Deciphering Microsoft’s Branches, Rings, And All The Other Things

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If you hang around the Microsoft ecosystem long enough, then you’ll hear the company talk about rings, branches, and a lot of other company specific vernacular that describes the processes they use to test software. This week, the company added a new ring to their testing process, which means now is a good time to dig deeper into what all this means.

The company has four main branches of operation, and they are defined below by Microsoft. Each branch is targeted at a specific scenario from the consumer (CB) all the way up to the enterprise or manufacturing sector that needs long-term support with a priority on stability for each release (LTSB).


For testing new software, specifically with Windows 10, the company developed a ‘ring’ system for allowing groups to test the new builds. At a high level, the builds are deployed internally, and if found acceptable, they are released to the Insider Fast ring and then eventually to the Slow ring.

firefox_2016-02-10_14-37-32To graduate to each ring, stricter criteria is used so that, in theory, as more users get their hands on the build, it should be more stable. But, the software is still in the early phases of development, which means that it is possible for serious bugs to make it all the way to the Slow ring, as these builds are not official public releases.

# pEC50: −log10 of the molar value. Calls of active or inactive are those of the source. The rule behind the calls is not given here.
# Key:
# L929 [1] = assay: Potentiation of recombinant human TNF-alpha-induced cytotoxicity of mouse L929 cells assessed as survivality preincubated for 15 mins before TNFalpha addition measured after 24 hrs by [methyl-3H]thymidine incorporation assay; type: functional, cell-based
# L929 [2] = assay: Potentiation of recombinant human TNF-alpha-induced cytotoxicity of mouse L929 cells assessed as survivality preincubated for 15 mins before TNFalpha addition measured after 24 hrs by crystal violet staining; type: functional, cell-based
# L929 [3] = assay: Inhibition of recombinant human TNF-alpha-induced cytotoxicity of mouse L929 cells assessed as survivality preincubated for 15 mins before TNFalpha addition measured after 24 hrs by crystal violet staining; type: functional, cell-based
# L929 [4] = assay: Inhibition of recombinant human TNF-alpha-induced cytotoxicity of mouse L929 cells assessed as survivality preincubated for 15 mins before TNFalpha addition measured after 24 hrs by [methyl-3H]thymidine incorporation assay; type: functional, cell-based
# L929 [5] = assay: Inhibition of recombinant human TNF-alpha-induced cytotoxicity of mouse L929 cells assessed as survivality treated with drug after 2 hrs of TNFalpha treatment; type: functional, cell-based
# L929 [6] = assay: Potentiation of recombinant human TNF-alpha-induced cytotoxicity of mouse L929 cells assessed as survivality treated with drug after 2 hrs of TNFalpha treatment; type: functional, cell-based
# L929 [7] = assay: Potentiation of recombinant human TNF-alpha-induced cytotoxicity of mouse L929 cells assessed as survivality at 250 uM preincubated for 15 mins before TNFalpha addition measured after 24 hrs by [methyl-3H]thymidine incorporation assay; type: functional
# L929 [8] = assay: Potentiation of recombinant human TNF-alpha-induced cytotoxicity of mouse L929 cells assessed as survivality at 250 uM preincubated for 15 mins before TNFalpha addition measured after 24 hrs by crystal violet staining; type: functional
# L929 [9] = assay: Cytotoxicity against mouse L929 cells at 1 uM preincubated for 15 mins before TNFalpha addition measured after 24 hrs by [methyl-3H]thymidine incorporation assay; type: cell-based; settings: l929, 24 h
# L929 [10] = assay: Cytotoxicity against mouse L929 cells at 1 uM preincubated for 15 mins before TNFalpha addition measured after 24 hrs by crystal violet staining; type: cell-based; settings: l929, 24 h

This week, the company announced a new provisioning ring for Windows Update. This new ring is for people who want to receive patches for the current stable release of Windows 10 ahead of the general public. In practice, this should be the safest ring other than the actual release branch, as the patches released in the new ring will still be tested before release. This new layer, however, provides a little bit more telemetry before the general release if the patch is stable.

Finally, on occasion, you may hear the company use the term ‘flight.’ I most frequently hear this term used with the Bing team, but it typically means trialing a layout or update in production, often thought of as A/B testing.

All of these phrases are widely used across the organization, you will likely hear them used by other branches of the company. While these three terms are not all-encompassing, when you have a company of 100k employees, localized terms are common, it should help the outside better understand how the company communicates internally.